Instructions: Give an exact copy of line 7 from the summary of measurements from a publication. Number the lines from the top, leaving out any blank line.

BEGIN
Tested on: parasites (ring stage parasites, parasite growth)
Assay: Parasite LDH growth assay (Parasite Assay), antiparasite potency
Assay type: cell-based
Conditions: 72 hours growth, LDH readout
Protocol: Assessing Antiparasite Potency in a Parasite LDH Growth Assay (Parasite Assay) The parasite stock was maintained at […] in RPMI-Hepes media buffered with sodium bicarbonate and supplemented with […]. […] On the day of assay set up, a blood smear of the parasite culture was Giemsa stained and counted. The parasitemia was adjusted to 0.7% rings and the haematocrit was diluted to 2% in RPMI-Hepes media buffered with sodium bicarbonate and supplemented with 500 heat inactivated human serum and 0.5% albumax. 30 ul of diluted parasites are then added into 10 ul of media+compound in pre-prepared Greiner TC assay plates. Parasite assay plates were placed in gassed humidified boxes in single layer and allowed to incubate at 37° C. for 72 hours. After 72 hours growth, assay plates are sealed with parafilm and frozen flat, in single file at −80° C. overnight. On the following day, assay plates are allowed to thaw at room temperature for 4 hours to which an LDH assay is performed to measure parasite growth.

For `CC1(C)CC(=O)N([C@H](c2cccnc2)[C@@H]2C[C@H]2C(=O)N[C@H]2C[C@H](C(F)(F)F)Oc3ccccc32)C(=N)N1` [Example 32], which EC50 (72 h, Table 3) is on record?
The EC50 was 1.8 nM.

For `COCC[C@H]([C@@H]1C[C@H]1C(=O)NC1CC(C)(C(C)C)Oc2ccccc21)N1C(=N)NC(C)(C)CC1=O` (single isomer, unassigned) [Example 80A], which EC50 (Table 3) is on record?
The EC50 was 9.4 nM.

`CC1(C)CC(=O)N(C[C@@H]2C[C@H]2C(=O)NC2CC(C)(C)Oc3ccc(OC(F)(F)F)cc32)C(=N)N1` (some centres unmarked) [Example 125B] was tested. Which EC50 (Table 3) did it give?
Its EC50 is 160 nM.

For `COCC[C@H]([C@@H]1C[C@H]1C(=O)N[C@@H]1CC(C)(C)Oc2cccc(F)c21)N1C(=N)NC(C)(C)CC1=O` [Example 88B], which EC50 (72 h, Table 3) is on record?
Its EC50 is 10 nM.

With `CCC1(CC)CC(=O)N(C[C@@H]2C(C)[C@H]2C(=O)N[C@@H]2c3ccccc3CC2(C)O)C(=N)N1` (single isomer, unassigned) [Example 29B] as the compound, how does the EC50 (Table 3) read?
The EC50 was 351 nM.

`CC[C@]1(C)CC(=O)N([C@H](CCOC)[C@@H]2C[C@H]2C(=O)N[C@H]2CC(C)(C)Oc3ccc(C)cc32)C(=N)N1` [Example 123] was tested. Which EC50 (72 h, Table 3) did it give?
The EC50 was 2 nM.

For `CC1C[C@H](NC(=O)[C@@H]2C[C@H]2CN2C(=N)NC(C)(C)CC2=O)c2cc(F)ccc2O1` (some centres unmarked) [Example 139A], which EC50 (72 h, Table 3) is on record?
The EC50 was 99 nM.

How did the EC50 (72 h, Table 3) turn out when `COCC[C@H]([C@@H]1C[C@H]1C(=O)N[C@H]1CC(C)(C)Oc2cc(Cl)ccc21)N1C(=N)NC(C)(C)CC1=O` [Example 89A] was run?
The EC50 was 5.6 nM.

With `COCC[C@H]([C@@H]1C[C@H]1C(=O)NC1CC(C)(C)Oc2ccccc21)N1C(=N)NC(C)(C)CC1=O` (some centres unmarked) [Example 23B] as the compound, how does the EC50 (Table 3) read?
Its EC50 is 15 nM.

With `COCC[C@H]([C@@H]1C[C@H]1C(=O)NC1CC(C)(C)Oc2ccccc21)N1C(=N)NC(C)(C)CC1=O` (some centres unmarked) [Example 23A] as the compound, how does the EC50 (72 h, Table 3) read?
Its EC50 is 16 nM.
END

The EC50 was 1.8 nM.